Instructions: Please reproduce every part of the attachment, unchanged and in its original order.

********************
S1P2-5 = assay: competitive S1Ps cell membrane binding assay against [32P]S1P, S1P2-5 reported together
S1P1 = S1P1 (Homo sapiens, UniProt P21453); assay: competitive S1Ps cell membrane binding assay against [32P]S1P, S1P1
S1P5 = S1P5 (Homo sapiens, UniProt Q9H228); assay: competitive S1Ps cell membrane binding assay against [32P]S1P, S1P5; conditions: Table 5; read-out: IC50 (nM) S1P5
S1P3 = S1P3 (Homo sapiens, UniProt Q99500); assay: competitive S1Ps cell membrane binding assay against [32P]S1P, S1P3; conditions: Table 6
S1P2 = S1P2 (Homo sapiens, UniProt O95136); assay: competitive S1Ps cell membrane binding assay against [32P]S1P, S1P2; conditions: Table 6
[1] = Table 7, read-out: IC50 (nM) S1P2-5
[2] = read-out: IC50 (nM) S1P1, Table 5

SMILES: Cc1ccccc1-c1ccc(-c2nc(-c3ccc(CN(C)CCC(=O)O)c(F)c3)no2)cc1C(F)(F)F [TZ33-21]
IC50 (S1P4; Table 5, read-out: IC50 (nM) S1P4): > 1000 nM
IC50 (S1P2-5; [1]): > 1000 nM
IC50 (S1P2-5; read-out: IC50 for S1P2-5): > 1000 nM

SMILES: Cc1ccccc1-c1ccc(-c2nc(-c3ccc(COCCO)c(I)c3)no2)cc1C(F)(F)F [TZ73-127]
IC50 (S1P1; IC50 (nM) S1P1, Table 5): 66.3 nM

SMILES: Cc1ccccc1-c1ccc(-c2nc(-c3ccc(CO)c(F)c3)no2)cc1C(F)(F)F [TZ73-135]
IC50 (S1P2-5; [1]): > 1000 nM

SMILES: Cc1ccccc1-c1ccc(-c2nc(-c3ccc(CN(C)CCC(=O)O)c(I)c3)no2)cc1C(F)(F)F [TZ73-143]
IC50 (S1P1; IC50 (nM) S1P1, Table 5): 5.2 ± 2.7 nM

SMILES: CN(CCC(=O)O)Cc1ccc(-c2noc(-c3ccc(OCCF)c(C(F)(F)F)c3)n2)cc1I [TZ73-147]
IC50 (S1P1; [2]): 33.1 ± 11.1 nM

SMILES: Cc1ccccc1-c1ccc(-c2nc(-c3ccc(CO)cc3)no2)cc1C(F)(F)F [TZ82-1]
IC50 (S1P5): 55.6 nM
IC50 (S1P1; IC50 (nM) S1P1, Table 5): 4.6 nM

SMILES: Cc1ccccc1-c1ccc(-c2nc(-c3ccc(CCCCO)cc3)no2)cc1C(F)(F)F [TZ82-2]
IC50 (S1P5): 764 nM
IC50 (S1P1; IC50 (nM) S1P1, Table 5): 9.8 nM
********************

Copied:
S1P2-5 = assay: competitive S1Ps cell membrane binding assay against [32P]S1P, S1P2-5 reported together
S1P1 = S1P1 (Homo sapiens, UniProt P21453); assay: competitive S1Ps cell membrane binding assay against [32P]S1P, S1P1
S1P5 = S1P5 (Homo sapiens, UniProt Q9H228); assay: competitive S1Ps cell membrane binding assay against [32P]S1P, S1P5; conditions: Table 5; read-out: IC50 (nM) S1P5
S1P3 = S1P3 (Homo sapiens, UniProt Q99500); assay: competitive S1Ps cell membrane binding assay against [32P]S1P, S1P3; conditions: Table 6
S1P2 = S1P2 (Homo sapiens, UniProt O95136); assay: competitive S1Ps cell membrane binding assay against [32P]S1P, S1P2; conditions: Table 6
[1] = Table 7, read-out: IC50 (nM) S1P2-5
[2] = read-out: IC50 (nM) S1P1, Table 5

SMILES: Cc1ccccc1-c1ccc(-c2nc(-c3ccc(CN(C)CCC(=O)O)c(F)c3)no2)cc1C(F)(F)F [TZ33-21]
IC50 (S1P4; Table 5, read-out: IC50 (nM) S1P4): > 1000 nM
IC50 (S1P2-5; [1]): > 1000 nM
IC50 (S1P2-5; read-out: IC50 for S1P2-5): > 1000 nM

SMILES: Cc1ccccc1-c1ccc(-c2nc(-c3ccc(COCCO)c(I)c3)no2)cc1C(F)(F)F [TZ73-127]
IC50 (S1P1; IC50 (nM) S1P1, Table 5): 66.3 nM

SMILES: Cc1ccccc1-c1ccc(-c2nc(-c3ccc(CO)c(F)c3)no2)cc1C(F)(F)F [TZ73-135]
IC50 (S1P2-5; [1]): > 1000 nM

SMILES: Cc1ccccc1-c1ccc(-c2nc(-c3ccc(CN(C)CCC(=O)O)c(I)c3)no2)cc1C(F)(F)F [TZ73-143]
IC50 (S1P1; IC50 (nM) S1P1, Table 5): 5.2 ± 2.7 nM

SMILES: CN(CCC(=O)O)Cc1ccc(-c2noc(-c3ccc(OCCF)c(C(F)(F)F)c3)n2)cc1I [TZ73-147]
IC50 (S1P1; [2]): 33.1 ± 11.1 nM

SMILES: Cc1ccccc1-c1ccc(-c2nc(-c3ccc(CO)cc3)no2)cc1C(F)(F)F [TZ82-1]
IC50 (S1P5): 55.6 nM
IC50 (S1P1; IC50 (nM) S1P1, Table 5): 4.6 nM

SMILES: Cc1ccccc1-c1ccc(-c2nc(-c3ccc(CCCCO)cc3)no2)cc1C(F)(F)F [TZ82-2]
IC50 (S1P5): 764 nM
IC50 (S1P1; IC50 (nM) S1P1, Table 5): 9.8 nM